Infamous video game consoles
Video games are a fiercely competitive business. It’s built on technology and speed, so everyone wants to have the most innovative system on the market.
But the race to the top of the technological heap has a way of diving right to the bottom, and these infamous video game consoles managed to do that in truly unbelievable ways (especially the last system we’re talking about, which is literally one of the strangest stories in the history of video games).
Via Wikimedia Commons Virtual Boy – Nintendo
When you hear the words “infamous video game console,” this is definitely one of the first things to pop into your head. The Virtual Boy was released in 1995, and was discontinued within a year of its release. The system was one of the earliest examples of “3D gaming,” and was technically very far ahead of the curve.
So, what went wrong? In order to achieve 3D back then, they could only use the colors red and black, making every game look like a literal nightmare. And the 3D itself was notorious for giving players headaches and nausea, but even worse was that the system only ever got a total of 22 games.
Unsurprisingly, it’s one of Nintendo’s lowest selling systems in the entire company’s history.
Via Wikimedia Commons Atari Jaguar – Atari
Let’s get this out of the way up front: There are badass games for the Atari Jaguar. The original Alien Vs Predator shooter made its debut on the system, Tempest 2000 is super fucking great, and other games on the system are absolutely worth playing?
So, why is it infamous?
Simply put: Its marketing. The Atari Jaguar was marketed as the first “64-bit console” in 1993. Now, look at that GIF real quick. Think about any game you played on the Nintendo 64.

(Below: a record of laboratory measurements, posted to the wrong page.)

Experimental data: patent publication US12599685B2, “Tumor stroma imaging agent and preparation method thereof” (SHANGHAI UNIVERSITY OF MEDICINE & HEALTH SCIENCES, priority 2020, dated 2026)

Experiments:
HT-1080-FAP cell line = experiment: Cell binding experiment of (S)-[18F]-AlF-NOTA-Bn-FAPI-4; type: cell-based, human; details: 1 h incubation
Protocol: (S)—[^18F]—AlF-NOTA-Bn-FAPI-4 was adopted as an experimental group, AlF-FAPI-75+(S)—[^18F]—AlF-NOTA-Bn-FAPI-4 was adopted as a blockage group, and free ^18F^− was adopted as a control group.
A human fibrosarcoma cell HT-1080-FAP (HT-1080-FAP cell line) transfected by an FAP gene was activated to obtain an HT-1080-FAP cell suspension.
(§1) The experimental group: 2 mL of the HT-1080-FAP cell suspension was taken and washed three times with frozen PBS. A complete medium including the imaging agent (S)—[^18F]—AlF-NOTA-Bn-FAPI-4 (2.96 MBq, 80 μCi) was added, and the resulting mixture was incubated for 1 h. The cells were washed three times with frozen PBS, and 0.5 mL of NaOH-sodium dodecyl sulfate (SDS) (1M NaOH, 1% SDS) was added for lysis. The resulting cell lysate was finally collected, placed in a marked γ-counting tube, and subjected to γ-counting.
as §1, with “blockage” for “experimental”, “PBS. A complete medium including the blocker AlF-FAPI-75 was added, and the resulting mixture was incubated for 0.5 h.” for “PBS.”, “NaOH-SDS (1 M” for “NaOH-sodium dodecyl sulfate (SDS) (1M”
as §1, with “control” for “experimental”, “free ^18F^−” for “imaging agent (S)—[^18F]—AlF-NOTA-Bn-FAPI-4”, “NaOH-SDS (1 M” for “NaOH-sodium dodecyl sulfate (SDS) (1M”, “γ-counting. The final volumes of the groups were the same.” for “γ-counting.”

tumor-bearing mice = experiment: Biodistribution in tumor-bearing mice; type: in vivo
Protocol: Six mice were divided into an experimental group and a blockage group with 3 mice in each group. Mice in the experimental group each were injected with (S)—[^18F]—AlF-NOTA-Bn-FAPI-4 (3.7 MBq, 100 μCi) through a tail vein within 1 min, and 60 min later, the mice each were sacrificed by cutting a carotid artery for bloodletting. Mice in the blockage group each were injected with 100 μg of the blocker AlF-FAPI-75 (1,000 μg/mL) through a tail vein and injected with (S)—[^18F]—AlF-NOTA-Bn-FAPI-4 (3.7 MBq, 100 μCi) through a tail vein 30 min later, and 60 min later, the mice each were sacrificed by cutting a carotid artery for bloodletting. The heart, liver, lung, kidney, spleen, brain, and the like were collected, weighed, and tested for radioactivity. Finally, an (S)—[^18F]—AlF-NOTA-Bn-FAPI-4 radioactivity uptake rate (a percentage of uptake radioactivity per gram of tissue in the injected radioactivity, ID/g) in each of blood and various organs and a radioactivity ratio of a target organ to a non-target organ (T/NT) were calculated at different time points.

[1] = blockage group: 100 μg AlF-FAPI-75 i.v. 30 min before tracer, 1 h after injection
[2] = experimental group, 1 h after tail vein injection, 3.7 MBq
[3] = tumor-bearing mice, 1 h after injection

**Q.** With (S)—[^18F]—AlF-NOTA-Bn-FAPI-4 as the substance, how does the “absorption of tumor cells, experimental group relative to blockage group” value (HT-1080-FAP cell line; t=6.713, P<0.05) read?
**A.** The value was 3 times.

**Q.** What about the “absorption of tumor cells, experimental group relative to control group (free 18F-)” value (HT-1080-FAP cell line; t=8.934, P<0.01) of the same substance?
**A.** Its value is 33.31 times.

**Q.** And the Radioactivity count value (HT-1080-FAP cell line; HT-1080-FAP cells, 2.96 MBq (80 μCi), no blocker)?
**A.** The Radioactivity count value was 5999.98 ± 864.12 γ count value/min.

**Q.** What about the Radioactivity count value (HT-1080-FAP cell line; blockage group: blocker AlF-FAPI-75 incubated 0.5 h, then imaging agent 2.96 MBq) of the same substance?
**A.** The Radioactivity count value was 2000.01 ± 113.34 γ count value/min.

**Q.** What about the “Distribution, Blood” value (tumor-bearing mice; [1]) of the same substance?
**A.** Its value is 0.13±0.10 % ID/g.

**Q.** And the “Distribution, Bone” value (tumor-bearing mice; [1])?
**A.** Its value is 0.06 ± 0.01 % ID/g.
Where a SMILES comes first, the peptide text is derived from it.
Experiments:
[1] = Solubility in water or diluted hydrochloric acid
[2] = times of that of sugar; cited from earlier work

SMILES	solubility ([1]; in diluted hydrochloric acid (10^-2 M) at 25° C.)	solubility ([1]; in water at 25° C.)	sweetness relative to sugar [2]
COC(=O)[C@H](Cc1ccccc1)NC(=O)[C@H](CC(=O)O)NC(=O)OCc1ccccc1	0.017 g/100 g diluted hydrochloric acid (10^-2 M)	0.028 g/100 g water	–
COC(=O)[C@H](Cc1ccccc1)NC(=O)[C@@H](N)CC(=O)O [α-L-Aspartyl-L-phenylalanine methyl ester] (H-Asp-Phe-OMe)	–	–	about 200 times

Gamers were not impressed with the “power” of the Atari Jaguar. In the most technical sense imaginable, it was a “powerful” system that was indeed “64-bit,” but with the Super Nintendo and Sega Genesis utterly dominating the landscape, the Atari Jaguar officially died in 1996, making it the final console Atari ever released (for now, they’re trying to get a new one off the ground, but good luck with that shit).
Via Wikimedia Commons 3DO – The 3DO Company
On paper, the 3DO didn’t sound like a suicidal pitch for a game console. It was meant to be one of the first true CD-based systems that wasn’t an add-on, and the company behind the system was founded by Trip Hopkins, one of the founders of Electronic Arts. And like the Jaguar, it got some pretty decent games.
But the 3DO’s infamy came from one thing, it’s price. The 3DO was released in the U.S. in 1993 at the price of $699.99.
And that’s not adjusted for inflation.
The unbelievable price crushed the system’s chances of ever being a hit, especially when the CD technology it was using wasn’t nearly innovative enough to warrant that price. In retrospect, the system is fine, but its never been able to shake the infamy of its launch price.
Via Wikimedia Commons N-Gage – Nokia
Damn, the world of playing games on the go before smartphones led to some really bizarre shit (and the final entry of this piece is quite possibly the ultimate example of that), but the N-Gage was just screwed from the start. The name was laughable, but the fact it was trying to be a functional cell phone in 2003 and a game system is what fucked this up the most.